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Cammell Laird Secures £2m Dolphin Contract for River Mersey Terminal

28th February 2024
River Mersey: Cammell Laird in Birkenhead secures £2m contract to build mooring dolphins located downriver for Stanlow Terminals
River Mersey: Cammell Laird in Birkenhead secures £2m contract to build mooring dolphins located downriver for Stanlow Terminals Credit: CammellLaird-linkedin

Shipbuilder and shiprepairers, Cammell Laird on Birkenhead has secured a £2m contract to build two mooring dolphins on the River Mersey for Stanlow Terminals.

Stanlow Terminals is a division of Stanlow Oil Refinery operator EET Fuels.

Cammell Laird is set to build two of these Dolphins for Stanlow Terminals and they will weigh 50 tonnes each. A mooring dolphin is a standalone structure that assists on mooring and securing a ship to a terminal or other secure structure via a rope.

In 2022, Cammell Laird successfully fabricated a single mooring dolphin for the terminal – and were subsequently asked to undertake a design study to identify opportunities to reduce fabrication time, weight and costs of the existing dolphins.

These dolphins will form a vital component of the Tranmere mooring configuration and will float at 3 metres in height (2 meters below the water level) and 7.5 meters in width.

They will provide stability for tankers during berthing, allowing them to move seamlessly with the ebb and flow of the tide.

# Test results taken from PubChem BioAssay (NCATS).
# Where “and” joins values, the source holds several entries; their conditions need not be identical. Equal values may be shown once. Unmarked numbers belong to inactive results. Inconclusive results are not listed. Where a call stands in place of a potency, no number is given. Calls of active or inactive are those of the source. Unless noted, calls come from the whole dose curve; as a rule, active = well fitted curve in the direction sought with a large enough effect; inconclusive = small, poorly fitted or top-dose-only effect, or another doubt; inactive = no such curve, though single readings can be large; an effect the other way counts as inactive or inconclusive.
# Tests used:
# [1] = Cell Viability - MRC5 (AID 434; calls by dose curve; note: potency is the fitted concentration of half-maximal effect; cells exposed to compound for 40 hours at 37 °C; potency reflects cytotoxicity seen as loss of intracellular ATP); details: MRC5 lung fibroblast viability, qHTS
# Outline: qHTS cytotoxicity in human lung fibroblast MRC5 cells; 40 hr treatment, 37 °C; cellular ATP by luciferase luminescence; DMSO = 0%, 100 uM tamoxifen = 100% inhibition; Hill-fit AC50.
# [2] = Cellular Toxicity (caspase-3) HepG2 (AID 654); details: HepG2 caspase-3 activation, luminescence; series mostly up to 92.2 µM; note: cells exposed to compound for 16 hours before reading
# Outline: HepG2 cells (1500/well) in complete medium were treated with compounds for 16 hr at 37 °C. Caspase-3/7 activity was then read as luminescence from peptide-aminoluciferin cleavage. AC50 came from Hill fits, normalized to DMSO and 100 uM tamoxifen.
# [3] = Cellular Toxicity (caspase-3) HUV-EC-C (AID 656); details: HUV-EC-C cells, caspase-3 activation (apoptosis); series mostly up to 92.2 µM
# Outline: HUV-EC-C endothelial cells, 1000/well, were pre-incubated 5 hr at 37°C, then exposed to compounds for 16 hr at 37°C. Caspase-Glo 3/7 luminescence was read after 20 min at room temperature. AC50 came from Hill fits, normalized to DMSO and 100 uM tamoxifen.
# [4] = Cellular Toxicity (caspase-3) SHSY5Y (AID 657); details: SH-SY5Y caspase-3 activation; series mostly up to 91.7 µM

Mike Hill, Managing Director of Cammell Laird, said: “We have developed a good relationship with Stanlow Terminals and we were delighted to have been awarded the contract to build two further dolphins.

“Cammell Laird is strategically located next to the oil terminal and our experienced workforce means we are able to deliver the best quality product for Stanlow. We look forward to working closely with the team in the months ahead.”

Published in Shipyards
Jehan Ashmore

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Jehan Ashmore

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Jehan Ashmore is a marine correspondent, researcher and photographer, specialising in Irish ports, shipping and the ferry sector serving the UK and directly to mainland Europe. Jehan also occasionally writes a column, 'Maritime' Dalkey for the (Dalkey Community Council Newsletter) in addition to contributing to UK marine periodicals. 

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Afloat will be focusing on news and developments of shipyards with newbuilds taking shape on either slipways and building halls.

The common practice of shipbuilding using modular construction, requires several yards make specific block sections that are towed to a single designated yard and joined together to complete the ship before been launched or floated out.

In addition, outfitting quays is where internal work on electrical and passenger facilities is installed (or upgraded if the ship is already in service). This work may involve newbuilds towed to another specialist yard, before the newbuild is completed as a new ship or of the same class, designed from the shipyard 'in-house' or from a naval architect consultancy. Shipyards also carry out repair and maintenance, overhaul, refit, survey, and conversion, for example, the addition or removal of cabins within a superstructure. All this requires ships to enter graving /dry-docks or floating drydocks, to enable access to the entire vessel out of the water.

Asides from shipbuilding, marine engineering projects such as offshore installations take place and others have diversified in the construction of offshore renewable projects, from wind-turbines and related tower structures. When ships are decommissioned and need to be disposed of, some yards have recycling facilities to segregate materials, though other vessels are run ashore, i.e. 'beached' and broken up there on site. The scrapped metal can be sold and made into other items.